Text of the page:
Efforts to prevent human exposure to asbestos may be mobilizing the cancer-causing mineral so that it can reach water supplies, based on new findings about how the fibers move through soil.
Researchers Michael Knitz and radiation oncologist and University of Colorado Cancer Center member Sana Karam, MD, PhD, address cold tumors in new research published this week in the Journal for ImmunoTherapy of Cancer. Working with mouse models in Karam's specialty area of head and neck cancers, Knitz and Karam studied the role of T cells in tumor treatment.
The results of the Phase I NRG-BR001 trial, conducted by the NCI National Clinical Trials Network group NRG Oncology, indicate that stereotactic body radiotherapy (SBRT) treatment in standard doses was safe for 35 evaluable patients with a median of 3 metastases. There were no dose-limiting toxicities and over 50% of trial participants were alive at 2 years following treatment.
The use of a novel esophagus-sparing technique reduces the rate of severe inflammation of the esophagus in patients with localized lung cancer receiving high-dose radiation and concurrent chemotherapy. Severe esophagitis was reduced despite tumors located within 1 centimeter of the esophagus, with no increased risk in local tumor recurrence.
Researchers at Gladstone Institutes, UC San Francisco, and UC Berkeley have developed a more efficient method than ever before to simultaneously map the specialized diversity and spatial location of individual cells within a tissue or a tumor. The technique, called XYZeq, was described online this week in the journal Science Advances. This offers new insight into the organization of tissues and the interplay between different cell types during disease, including in cancers.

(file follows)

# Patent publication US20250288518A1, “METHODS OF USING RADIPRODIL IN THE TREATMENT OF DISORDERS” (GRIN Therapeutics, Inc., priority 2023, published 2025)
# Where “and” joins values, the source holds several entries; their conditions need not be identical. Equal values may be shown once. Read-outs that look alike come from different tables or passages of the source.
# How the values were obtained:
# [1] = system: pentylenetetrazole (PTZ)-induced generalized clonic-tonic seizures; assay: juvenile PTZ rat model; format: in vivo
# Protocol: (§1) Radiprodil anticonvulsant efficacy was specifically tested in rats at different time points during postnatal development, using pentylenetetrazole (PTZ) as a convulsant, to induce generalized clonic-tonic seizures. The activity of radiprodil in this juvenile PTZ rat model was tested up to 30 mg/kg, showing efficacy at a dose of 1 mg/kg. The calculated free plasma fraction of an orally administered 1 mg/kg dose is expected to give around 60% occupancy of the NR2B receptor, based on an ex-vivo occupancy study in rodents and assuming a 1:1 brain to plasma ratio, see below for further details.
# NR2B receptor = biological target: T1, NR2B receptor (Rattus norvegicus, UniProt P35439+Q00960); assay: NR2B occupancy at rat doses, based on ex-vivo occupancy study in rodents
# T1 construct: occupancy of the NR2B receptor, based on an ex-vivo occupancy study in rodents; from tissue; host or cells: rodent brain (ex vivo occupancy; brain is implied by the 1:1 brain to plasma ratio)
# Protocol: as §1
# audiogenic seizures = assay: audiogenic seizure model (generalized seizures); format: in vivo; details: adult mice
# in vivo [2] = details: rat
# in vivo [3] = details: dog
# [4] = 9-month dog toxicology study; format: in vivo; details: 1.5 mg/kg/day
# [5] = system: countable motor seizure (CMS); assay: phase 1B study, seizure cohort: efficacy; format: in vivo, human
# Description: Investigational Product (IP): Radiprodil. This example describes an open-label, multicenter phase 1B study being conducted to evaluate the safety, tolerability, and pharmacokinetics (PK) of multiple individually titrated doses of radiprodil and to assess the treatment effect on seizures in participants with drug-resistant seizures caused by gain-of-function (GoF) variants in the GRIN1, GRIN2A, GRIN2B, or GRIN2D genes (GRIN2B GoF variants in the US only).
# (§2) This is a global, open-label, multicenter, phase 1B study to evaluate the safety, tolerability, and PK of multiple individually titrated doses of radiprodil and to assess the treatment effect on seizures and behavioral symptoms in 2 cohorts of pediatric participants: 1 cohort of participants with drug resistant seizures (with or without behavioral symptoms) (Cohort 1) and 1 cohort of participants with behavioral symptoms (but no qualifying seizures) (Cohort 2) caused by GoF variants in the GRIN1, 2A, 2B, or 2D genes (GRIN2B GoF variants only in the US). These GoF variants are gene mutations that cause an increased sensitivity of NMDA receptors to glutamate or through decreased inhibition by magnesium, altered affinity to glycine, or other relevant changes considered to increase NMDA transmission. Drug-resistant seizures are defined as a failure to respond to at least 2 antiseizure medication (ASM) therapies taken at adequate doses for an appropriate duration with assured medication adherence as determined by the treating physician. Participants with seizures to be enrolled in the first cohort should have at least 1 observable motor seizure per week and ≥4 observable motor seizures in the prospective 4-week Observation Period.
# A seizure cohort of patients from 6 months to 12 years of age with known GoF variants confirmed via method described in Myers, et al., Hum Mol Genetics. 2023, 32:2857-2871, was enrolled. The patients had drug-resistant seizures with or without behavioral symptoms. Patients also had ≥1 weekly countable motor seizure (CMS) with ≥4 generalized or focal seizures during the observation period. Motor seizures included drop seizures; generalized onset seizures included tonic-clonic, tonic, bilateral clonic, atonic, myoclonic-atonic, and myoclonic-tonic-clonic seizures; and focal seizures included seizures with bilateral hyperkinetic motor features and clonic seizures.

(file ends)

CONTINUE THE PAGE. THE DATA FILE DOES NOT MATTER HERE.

An international team led by a Skoltech researcher has developed a method of fabrication for biodegradable polymer microcapsules, made more efficient by turning to an unusual source of inspiration - traditional Russian dumpling, or pelmeni, making.
Notch proteins are key regulators of growth and differentiation of both normal and cancer cells. Researchers in Turku, Finland, have now demonstrated that the activities of distinct Notch family members are modified differently by phosphorylation. These results can be used in the development of new cancer treatments, especially for hormone-dependent breast cancer.
A research group led by Prof. Hiroyasu Nakano of Department of Biochemistry, Toho University Faculty of Medicine, found that interleukin 11 (IL-11)-positive cells rapidly appear in the colons of mice with colitis and colitis-associated colorectal cancers. In RNA-seq analysis of the gene expression profiles, they found that high expression of enriched genes in IL-11-positive fibroblasts correlated with short duration of disease-free survival in human colorectal cancer patients.
With an artificial intelligence (AI) method developed by researchers at Aalto University and University of Helsinki, researchers can now link immune cells to their targets and for example uncouple which white blood cells recognize SARS-CoV-2. The developed tool has broad applications in understanding the function of immune system in infections, autoimmune disorders, and cancer.
Scientists have shown that the biological molecule PD-L1 is a potential target for the treatment of metastasized oral malignant melanoma in dogs.